Planning to connect with your audience? Here are the crunch questions you need to ask before you begin assembling detail.
What kind of people will be there?
What professions? What interests? What mix of genders? Will the audience individuals know each other? Are they all members of the same group? The answers can tell you a lot about the atmosphere you can expect.
What do they know about the topic already?
Are they all armed with the latest knowledge? Do they know nothing about it? Is there a mixture? Very often there's a mixture of expertise and you'll have to take that into account, so as not to risk insulting one part of your audience and boring another. You need to know what level of jargon is acceptable. The fine details of printed circuit boards may be fascinating to electronics engineers, but would cause an audience of electronics salesmen to pop anxiety pills.
Will there be experts in the audience?
How many are likely to know more about the topic (or parts of it) than you? Will you need to verbally acknowledge that expertise?
What will they expect from you?
Will it be a discussion? Are they expecting to be informed, consulted, or involved in some other way? If they don't know what to expect, you may need to give them the answer to those questions.
And above all, know the answer to this question:
What do they feel about the topic already?
Yes, the word is 'feel', not 'know'. Even if you were to leave out every other question, don't ignore this one. Not knowing the answer can lead to nightmarish speaking disasters. Knowing it will lead you into one of the most powerful components of persuasion: showing that you know 'where they're coming from'.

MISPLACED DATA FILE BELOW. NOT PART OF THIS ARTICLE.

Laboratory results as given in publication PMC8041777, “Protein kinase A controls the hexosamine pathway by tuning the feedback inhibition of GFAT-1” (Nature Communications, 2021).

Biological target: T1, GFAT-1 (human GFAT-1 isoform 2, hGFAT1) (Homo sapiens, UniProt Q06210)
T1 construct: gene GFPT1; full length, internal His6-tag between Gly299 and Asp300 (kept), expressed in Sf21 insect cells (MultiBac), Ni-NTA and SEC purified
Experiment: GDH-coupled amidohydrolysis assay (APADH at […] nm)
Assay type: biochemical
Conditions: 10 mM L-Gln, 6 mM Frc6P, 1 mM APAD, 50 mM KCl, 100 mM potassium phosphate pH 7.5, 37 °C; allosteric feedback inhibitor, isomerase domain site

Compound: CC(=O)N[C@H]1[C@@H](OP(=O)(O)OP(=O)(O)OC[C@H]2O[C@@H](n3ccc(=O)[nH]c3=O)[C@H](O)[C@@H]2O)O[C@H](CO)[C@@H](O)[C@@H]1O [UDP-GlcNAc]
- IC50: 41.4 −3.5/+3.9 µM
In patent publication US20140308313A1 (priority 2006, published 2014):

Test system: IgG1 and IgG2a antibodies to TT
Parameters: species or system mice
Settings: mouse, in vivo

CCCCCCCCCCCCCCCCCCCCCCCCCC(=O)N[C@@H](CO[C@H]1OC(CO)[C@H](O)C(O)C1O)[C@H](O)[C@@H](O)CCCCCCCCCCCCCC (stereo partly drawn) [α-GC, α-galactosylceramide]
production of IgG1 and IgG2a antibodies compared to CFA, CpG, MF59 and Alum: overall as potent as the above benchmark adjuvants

How strong are the feelings involved? Are they entrenched? Is the audience divided? If so, what proportion feel one way? What proportion the other? How many are undecided? Why do they have the feelings they do? If you're asking someone else for these answers, take nothing as gospel... for hot issues, it's possible that no one can give you an unbiased picture.
What questions are they likely to ask you?
What are the worst questions they might have? What emotions could they throw at you? Suppose, for example, you're going to speak about a wonderful new computer system - but last time they had to cope with a new computer system, half of them were treated for paranoia and the rest applied for early retirement. Do you think knowing that feeling in advance might affect your preparation? Prepare to take it to them before they take it to you. Toughest of all: what questions and concerns could be on the mind of an audience too polite to interrupt? This is potentially the invisible elephant in the room, silently sabotaging your presentation.
Yes, it might take courage to openly address their concerns. Ignore them (hoping they don't ask awkward questions) and their respect for you will plummet. Openly acknowledge them and their respect will rise even when they continue to disagree with your solutions.
Your topic will only be effective to the extent that it has meaning for the audience. Which means that your preparation must link your topic with their questions, concerns and objections.
Know your audience. Prepare to engage. Reap the rewards.